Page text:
5. We found out what it was like to feel sorry for David Cameron. Not that sorry for him, mind – he was only reaping what’s been sown over the last two or three decades, and what his government heaped fertiliser on – i.e. the total and utter dismissal and alienation of the working classes and the poorest communities.  And even worse, he’s made the rest of us reap it too – and it could all have been so easily avoided. I’ll be saying it until I run out of breath: we should never have had this referendum. Cameron rolled that dice because he thought he couldn’t lose, and in doing so, handed the dice to those had nothing left to lose. But it was hard not to feel for him a little as, voice audibly cracking, he gave his resignation speech last Friday. But I once took pity on a guy who’d been dating three of my friends simultaneously and got found out in spectacular fashion (I only gave him a hug when I came across him looking glum in a college corridor, don’t worry) – even complete idiots occasionally need a sympathetic “man, you fucked up, didn’t you?”
  6. After all that, it’s not going to be a straightforward case of leaving the EU. The next PM may as well be walking into a building rigged with explosives – shit’s going to go off no matter what. If whoever it is is bold enough to trigger Article 50, they’re going to be the one who broke up the UK. If they don’t trigger it, they’re going to have a lot of explaining to do to 52% of the voting population. Right now it looks as though we’re not going to Leave or Remain – in classic British tradition, we’re going to find some middle-ground. An agonising non-decision. But hey, it’s better than an outright Leave, I guess.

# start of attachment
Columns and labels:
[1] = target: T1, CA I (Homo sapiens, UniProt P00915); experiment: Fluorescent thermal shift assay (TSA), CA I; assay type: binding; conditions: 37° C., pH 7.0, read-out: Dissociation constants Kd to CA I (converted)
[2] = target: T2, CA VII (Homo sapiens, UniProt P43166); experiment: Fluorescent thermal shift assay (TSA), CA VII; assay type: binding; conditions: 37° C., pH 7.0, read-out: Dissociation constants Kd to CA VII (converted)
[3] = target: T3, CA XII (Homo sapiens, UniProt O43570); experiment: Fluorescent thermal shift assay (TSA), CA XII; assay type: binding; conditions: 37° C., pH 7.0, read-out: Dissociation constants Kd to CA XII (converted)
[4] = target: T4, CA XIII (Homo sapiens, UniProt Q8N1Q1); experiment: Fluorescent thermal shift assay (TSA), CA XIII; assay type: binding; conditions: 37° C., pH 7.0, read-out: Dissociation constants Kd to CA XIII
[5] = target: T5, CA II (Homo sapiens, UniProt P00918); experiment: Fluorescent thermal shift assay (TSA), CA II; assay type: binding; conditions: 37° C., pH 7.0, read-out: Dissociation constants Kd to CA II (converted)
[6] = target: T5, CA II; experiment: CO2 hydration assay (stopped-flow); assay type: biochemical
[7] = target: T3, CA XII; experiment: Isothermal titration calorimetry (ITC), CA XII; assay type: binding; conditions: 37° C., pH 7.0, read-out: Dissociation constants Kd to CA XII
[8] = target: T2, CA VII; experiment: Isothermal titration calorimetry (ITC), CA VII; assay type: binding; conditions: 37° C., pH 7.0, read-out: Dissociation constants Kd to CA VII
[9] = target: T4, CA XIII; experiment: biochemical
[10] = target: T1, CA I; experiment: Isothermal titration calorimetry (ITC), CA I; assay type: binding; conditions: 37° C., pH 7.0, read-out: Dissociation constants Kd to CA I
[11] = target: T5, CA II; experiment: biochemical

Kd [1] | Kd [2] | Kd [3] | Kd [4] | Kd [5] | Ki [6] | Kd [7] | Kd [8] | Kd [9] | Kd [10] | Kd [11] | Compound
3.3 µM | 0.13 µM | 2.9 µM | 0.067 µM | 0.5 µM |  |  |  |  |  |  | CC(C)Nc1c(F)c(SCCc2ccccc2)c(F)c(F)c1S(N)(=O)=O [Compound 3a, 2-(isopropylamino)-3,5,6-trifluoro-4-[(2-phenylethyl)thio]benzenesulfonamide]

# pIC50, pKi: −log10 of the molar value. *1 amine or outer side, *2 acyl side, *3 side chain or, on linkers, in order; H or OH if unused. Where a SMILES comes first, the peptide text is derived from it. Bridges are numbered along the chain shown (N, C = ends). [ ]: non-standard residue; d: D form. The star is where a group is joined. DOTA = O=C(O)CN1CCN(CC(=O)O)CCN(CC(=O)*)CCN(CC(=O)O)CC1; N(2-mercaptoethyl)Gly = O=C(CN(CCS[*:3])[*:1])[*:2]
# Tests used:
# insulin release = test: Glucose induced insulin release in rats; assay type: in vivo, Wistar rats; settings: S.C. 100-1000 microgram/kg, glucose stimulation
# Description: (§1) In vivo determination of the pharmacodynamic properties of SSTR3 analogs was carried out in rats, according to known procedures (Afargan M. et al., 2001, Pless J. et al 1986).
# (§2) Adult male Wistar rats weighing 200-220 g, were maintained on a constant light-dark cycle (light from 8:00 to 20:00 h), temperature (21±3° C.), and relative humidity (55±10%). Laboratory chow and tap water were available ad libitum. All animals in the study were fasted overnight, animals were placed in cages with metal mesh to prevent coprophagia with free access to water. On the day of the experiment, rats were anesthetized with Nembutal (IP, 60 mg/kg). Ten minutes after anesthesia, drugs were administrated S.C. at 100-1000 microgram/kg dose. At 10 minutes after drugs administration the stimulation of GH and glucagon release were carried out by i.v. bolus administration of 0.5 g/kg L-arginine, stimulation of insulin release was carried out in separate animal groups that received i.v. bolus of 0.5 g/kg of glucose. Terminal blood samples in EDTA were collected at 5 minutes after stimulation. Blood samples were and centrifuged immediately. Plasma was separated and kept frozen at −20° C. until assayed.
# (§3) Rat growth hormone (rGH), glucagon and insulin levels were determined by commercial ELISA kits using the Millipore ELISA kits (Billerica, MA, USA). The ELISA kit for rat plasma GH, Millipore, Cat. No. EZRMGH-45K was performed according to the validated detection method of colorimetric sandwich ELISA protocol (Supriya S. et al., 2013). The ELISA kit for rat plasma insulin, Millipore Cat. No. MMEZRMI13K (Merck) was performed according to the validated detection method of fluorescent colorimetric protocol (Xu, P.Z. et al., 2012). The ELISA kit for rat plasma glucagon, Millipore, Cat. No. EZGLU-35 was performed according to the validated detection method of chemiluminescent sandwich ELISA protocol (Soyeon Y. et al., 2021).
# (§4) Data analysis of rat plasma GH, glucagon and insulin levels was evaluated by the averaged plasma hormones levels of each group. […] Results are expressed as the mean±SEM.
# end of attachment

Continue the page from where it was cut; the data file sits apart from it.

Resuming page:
7. Finally, the political got personal. I don’t say “finally” because I’m some chaos-loving nihilist who’s gunning for all-out revolution; I say “finally” because if this isn’t the thing that moves us into action, then nothing ever, ever will. It’s been the strangest seven days I’ve seen this country go through in 26 years. I arrived at the office last Friday into an atmosphere that can best be described as “bleak”. Every conversation until at least Wednesday afternoon included “so… Brexit, huh?” Four of my friends started blogs purely to write about their post-referendum ideas – and they’ve all turned out to be better writers than me, which stings a bit. Can’t decide whether I’m proud to have such clever, witty friends, or obscenely jealous. Drummer Boy and I had a proper argument about Jeremy Corbyn over dinner – you should have seen it: I was gesticulating madly, spoon in one hand, bowl of lemon meringue pie in the other. It’s stamped on our nerves, rather, hasn’t it? But I don’t think that’s entirely a bad thing. It means we – the university educated, middle-class, southern-city-dwelling types – might have to get over ourselves a little and think about how this country got to here. We might have to get out there and try some new things – start new parties, push even harder for voting reform, go back to the drawing board and rethink the system. It needs to come from us.